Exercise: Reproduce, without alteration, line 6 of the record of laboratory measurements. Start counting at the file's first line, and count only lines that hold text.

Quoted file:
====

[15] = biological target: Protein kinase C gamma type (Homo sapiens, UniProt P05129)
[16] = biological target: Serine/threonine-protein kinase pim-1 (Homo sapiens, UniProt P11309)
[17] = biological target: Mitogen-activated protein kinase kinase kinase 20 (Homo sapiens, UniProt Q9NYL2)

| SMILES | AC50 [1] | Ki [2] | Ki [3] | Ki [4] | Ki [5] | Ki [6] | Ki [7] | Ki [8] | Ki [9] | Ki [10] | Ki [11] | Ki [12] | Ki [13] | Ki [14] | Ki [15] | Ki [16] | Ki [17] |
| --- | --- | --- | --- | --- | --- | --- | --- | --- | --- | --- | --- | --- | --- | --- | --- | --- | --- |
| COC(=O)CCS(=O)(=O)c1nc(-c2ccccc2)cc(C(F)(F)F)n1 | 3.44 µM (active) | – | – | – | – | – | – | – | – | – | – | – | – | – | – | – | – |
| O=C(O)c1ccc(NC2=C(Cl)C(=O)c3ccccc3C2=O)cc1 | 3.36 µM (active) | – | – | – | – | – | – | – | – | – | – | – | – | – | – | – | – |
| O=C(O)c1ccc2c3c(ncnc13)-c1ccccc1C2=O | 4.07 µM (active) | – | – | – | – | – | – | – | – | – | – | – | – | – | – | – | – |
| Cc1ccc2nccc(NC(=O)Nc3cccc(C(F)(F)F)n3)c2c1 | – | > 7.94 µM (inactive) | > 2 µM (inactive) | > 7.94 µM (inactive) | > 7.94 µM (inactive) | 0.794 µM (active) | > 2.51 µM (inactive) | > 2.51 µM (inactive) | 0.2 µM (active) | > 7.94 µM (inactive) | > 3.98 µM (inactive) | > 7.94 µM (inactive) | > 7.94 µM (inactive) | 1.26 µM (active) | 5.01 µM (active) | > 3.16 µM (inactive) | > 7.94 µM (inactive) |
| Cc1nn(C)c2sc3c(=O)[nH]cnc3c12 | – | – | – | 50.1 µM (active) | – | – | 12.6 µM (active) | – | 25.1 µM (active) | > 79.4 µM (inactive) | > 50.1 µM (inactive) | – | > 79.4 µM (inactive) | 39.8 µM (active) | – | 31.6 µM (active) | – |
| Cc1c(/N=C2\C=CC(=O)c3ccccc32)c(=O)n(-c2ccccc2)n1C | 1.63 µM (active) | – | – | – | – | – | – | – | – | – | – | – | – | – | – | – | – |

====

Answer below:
| COC(=O)CCS(=O)(=O)c1nc(-c2ccccc2)cc(C(F)(F)F)n1 | 3.44 µM (active) | – | – | – | – | – | – | – | – | – | – | – | – | – | – | – | – |